Healthcare Data Breaches Swell in 2010
Last week, the Identity Theft Resource Center reported that data breaches in the healthcare industry have outpaced those experienced by financial services organizations by more than three times so far this year. While a portion of these breaches can be attributed to laptops and portable media that have been lost or stolen, many have also been the result of unauthorized access to healthcare databases.
When announcements like this are made, they leave many scratching their heads in confusion. Banks and other financial institutions have traditionally been thought to be the main target of cybercriminals. But as banks continue to strengthen their defenses, new industries such as healthcare are becoming favored targets by cybercriminals. But why? Are they really that interested in learning if I have acid reflux disease, or is something more sinister in play here? In fact, it's a combination of reasons - healthcare data is easy to steal, it's good quality data and it has a high street value.
Easy to StealFirst, the portability of healthcare data and the need for remote access have exposed healthcare organizations to greater risk of unauthorized access. Between providers working across multiple locations and referring physicians requiring access to patient records, the sharing of patient information is imperative to ensuring quality patient care.
Cybercrime is a very mature business. Cybercrime in the healthcare industry, however, is still in its infancy.
In addition, online portals for patients are beginning to spring up throughout the industry, creating yet another place where patient information can be accessed (by health care professionals and the patients themselves). In fact, pushing electronic health records is a cornerstone of the movement to modernize the United States' healthcare system. Yet, the security of how this information is accessed is a primary concern, as there is a wealth of sensitive data available in these records that must be protected.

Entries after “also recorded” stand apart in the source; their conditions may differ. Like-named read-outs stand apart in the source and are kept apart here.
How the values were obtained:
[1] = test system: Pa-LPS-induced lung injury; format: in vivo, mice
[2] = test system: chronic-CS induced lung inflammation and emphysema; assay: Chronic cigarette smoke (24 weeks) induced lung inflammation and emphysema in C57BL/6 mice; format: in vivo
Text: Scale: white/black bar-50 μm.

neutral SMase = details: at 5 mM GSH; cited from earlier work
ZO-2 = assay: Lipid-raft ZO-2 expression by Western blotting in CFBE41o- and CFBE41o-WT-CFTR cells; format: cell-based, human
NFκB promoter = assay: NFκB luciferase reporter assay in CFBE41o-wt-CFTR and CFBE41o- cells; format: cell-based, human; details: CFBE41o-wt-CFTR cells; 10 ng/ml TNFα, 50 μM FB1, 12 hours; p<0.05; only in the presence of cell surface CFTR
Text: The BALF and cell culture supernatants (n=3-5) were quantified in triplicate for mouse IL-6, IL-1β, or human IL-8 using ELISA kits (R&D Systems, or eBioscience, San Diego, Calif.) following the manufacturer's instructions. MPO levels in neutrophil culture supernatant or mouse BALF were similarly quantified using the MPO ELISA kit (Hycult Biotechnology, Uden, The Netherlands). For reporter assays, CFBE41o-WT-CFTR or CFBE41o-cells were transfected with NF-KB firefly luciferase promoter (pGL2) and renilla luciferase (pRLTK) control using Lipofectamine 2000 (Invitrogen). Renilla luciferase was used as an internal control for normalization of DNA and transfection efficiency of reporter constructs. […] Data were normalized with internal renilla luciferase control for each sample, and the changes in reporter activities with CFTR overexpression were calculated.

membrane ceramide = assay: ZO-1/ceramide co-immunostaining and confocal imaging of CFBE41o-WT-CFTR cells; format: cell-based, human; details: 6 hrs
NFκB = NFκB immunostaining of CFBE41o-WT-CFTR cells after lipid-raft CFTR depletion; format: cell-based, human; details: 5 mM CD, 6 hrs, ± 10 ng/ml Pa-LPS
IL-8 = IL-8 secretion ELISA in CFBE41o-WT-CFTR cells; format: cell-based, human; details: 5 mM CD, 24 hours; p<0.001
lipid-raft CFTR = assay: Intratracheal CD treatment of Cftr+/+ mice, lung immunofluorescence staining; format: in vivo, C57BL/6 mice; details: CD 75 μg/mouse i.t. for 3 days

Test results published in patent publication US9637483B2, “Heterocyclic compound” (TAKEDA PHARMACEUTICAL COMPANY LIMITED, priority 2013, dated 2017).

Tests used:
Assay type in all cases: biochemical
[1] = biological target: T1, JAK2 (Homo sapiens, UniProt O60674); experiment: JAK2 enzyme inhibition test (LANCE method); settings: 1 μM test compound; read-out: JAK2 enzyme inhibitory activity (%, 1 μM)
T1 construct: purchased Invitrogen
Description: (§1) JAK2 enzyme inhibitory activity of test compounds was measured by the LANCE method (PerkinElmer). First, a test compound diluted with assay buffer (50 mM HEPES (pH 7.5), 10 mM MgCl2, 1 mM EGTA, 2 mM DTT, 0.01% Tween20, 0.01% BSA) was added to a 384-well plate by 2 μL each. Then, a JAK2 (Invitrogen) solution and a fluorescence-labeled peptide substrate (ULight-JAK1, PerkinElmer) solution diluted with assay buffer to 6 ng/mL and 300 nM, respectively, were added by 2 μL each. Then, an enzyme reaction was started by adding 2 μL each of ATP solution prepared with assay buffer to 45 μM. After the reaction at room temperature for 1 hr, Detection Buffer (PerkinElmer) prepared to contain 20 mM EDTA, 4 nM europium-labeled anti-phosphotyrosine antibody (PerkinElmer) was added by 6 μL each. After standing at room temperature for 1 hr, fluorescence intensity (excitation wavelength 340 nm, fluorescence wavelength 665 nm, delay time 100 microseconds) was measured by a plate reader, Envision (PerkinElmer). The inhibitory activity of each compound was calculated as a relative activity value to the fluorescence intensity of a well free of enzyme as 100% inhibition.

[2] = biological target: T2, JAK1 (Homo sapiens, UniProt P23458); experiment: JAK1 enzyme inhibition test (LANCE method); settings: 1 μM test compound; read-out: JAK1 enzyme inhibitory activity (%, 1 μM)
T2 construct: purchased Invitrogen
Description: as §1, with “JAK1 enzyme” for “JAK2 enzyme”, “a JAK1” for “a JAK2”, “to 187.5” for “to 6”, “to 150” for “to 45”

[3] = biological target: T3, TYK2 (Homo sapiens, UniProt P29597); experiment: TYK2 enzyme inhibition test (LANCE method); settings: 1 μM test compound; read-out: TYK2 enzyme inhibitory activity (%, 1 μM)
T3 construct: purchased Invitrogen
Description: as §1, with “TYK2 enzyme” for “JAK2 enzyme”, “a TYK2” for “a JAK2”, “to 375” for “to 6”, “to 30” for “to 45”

Quality DataSecond, the volume and quality of data stored in EHRs is attractive to cybercriminals and can be used to facilitate fraud and identity theft. For example, this information is used to commit new account fraud - opening up new financial or service accounts in another person's name (i.e., credit cards, loans, cell phone or utility service). In fact, a study conducted by Javelin Strategy & Research earlier this year showed that criminals were able to exploit information from medical records to commit fraud for four times longer, as compared to other types of identity theft. This doesn't even take into account the many other scams, such as medical identity theft, that can be perpetrated with stolen healthcare information.
Increased LiquidityThird, data stored in EHRs enhances the value of other data for sale by cybercriminals. Research at RSA's Anti-Fraud Command Center shows that a single credit card sells for around $1.50 in the black market. But when that data is sold with a full set of personally identifiable information that can be obtained from places like EHRs, the price jumps to about $15.